The Klasema ART abstract Modern Art collection covers a unique selection of prominent early European, North America and Russian Modernist artists, painters and sculptors. Driven by passion for beauty and quality, these (geometric) abstract Modern artworks have been carefully collected over the past forty years, with a special focus on abstract Modern artworks from the influential post-war period (1945–1976).
Stumbling upon the Klasema Art Collection is like stumbling upon a treasure trove – an encyclopedia of modernist art. All abstract and predominately geometric in nature, the collection as a whole is fascinating and inspiring in its vision. Yet, surprisingly, Klasema ART remains accessible and educational in its overall approach.
I found Klasema in my young and eager searches for inspiration and in my hunt for adding to my own collection of geometric abstraction. Searches for Joost Baljeu, Jean Gorin and Silvano Bozzolini kept leading to the same place.
At first apprehensive to make first contact and inquire I found the site an exceptional source of knowledge. I am happy that I did. You see, I am in the United States – Klasema, the Netherlands. Although fond of early American geometric abstraction my tastes and curiosities have grown to European works which inspired (and were inspired by) the same vein of mostly non-representational art. Our esthetic tastes are very well aligned with painting and sculpture dominating the collection.
I would have never realized that the people I’d make contact with at Klasema were so very open and approachable – not to mention as passionate. Almost like a close friends I’ve known for years whom I just so happen to have never met. Not yet anyway. Equally open to a question from a young artist or from a seasoned collector interested in their next acquisition.
Original founder Henk Klasema had little by way of serious connection to art in his youth, but always, an appreciation stood very close by. As he matured and became successful in his business endeavors his appreciation exploded into a life-ling passion. Much like a collapsing celestial being his passion’s gravity soon caught hold of his immeadeate family.
Unexpectedly, Henk Klasema passed away in 2011, now the collection and its private museum-like grounds are continued by his wife Anneke Klasema van Loenhout, who stood at his side for forty years and is as passionate an knowledgeable about Abstract Modernism and the artists in the KLasema ART collection.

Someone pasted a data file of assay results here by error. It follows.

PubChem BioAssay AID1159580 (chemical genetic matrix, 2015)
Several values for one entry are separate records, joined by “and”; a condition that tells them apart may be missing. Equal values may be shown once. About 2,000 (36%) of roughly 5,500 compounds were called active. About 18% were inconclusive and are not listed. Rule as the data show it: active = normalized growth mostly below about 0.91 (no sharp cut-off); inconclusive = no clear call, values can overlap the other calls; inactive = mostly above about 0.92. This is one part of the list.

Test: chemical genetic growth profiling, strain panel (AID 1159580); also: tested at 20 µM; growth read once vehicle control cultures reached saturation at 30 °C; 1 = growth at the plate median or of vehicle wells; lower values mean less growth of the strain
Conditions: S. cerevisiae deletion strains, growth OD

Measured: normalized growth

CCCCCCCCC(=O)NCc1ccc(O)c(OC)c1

As is usually the case with any serious art collector the family made friends with the artists, acquiring bodies of work that often span their careers. This collection often exhibits the nuances and changes within several of their artists works over a span of time. As the collection grew the family started acting as both collector and dealer of these works by placing important works into other collections and publishing multiple books and catalogs.
Visit the Klasema ART – Collection of Modern Art online. I like that each piece is accompanied by a description and information about the artist/creator.
A few questions
…with the collection’s director Anneke Klasema
CI: All of the work represented is abstract and geometric in nature. Some is very tight and what one thinks of as hard-edge geometric abstraction (Jean Gorin for example) – and some work is very loose, bordering on abstract expressionist (Hendrik van Bottenburg and Willy Boers). Can you give us some insight into how the collection has evolved to include this mix of esthetic over time?
(AK): As do most Artists, we started out with an interest in high quality figurative art. Names like Gino Severini, Isaac Israels, Reimond Kimpe, Hendrik Willem Mesdag and Max Peiffer Watenphul were part of our early collection . We however changed gradually into acquiring more and more early Modern abstract artworks. As my husband once put it ‘Abstract art is very personal and touching. For me, the feeling of equilibrium and beauty is important. Exaggeration of colour and composition must be avoided. In my opinion an artist should always focus on the heart of the matter and should try to keep things as simple as possible’.
CI: If you and your family were to choose one or two works in your current collection that could be considered a quintessential work which piece would it be? What about this work makes it such a great representation of the collection?
(AK): This is always a difficult question. This is a very personal thing. Different people have different tastes. But for me the works that have very special meaning and can be considered quintessential to our collection are the Joseph Lacasse (1952), Nicolas Warb (1945), Dolf Breetvelt (1950) and the Walter Helbig (1932). These works are all absolute masterpieces by the artists. The use of colour and composition, the quality and uniqueness. Over the years my husband Henk and I have always focused on collecting top quality art, and these works are just that.